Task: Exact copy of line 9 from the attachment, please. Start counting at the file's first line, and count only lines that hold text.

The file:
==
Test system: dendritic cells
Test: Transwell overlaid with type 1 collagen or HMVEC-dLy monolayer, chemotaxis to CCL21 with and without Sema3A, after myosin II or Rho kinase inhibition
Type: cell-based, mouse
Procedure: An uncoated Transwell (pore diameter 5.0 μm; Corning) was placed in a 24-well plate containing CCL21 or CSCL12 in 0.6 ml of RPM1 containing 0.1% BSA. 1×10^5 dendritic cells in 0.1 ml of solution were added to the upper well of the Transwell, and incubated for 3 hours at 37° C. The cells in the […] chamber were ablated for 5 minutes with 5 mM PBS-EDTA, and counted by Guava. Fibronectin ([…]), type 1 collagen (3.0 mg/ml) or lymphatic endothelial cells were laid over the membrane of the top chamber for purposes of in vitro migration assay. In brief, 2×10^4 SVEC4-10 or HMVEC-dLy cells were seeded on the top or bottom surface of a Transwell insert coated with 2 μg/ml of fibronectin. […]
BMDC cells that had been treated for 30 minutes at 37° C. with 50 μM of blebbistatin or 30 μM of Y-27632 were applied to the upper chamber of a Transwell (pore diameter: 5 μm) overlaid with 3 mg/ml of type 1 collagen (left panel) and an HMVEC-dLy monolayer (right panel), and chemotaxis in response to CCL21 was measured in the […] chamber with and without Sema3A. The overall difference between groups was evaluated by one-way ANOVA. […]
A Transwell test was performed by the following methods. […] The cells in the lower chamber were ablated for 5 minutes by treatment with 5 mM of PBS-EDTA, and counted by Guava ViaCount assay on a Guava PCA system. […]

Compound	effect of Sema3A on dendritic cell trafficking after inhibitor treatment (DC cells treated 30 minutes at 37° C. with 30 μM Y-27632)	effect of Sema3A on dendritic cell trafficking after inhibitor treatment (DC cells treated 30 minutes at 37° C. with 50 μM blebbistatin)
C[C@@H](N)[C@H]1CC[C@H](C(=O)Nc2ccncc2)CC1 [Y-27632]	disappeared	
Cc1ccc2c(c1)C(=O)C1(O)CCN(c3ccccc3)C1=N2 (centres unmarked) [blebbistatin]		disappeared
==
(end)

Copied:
Cc1ccc2c(c1)C(=O)C1(O)CCN(c3ccccc3)C1=N2 (centres unmarked) [blebbistatin]		disappeared